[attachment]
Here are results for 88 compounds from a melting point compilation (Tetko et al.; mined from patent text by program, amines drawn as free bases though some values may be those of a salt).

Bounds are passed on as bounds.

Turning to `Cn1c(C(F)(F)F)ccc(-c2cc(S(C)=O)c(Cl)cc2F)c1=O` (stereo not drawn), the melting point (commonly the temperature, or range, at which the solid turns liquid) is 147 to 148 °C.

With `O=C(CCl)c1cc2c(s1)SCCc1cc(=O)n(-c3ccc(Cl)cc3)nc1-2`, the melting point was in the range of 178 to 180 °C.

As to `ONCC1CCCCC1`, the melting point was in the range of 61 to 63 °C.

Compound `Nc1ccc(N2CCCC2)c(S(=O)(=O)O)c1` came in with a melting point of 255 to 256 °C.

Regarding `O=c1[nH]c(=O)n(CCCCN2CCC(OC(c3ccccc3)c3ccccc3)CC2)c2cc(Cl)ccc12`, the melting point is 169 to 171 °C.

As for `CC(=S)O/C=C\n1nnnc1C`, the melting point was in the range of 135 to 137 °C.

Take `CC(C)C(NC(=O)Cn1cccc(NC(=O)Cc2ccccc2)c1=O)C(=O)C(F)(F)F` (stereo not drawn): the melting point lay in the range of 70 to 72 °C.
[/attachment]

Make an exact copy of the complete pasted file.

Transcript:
Here are results for 88 compounds from a melting point compilation (Tetko et al.; mined from patent text by program, amines drawn as free bases though some values may be those of a salt).

Bounds are passed on as bounds.

Turning to `Cn1c(C(F)(F)F)ccc(-c2cc(S(C)=O)c(Cl)cc2F)c1=O` (stereo not drawn), the melting point (commonly the temperature, or range, at which the solid turns liquid) is 147 to 148 °C.

With `O=C(CCl)c1cc2c(s1)SCCc1cc(=O)n(-c3ccc(Cl)cc3)nc1-2`, the melting point was in the range of 178 to 180 °C.

As to `ONCC1CCCCC1`, the melting point was in the range of 61 to 63 °C.

Compound `Nc1ccc(N2CCCC2)c(S(=O)(=O)O)c1` came in with a melting point of 255 to 256 °C.

Regarding `O=c1[nH]c(=O)n(CCCCN2CCC(OC(c3ccccc3)c3ccccc3)CC2)c2cc(Cl)ccc12`, the melting point is 169 to 171 °C.

As for `CC(=S)O/C=C\n1nnnc1C`, the melting point was in the range of 135 to 137 °C.

Take `CC(C)C(NC(=O)Cn1cccc(NC(=O)Cc2ccccc2)c1=O)C(=O)C(F)(F)F` (stereo not drawn): the melting point lay in the range of 70 to 72 °C.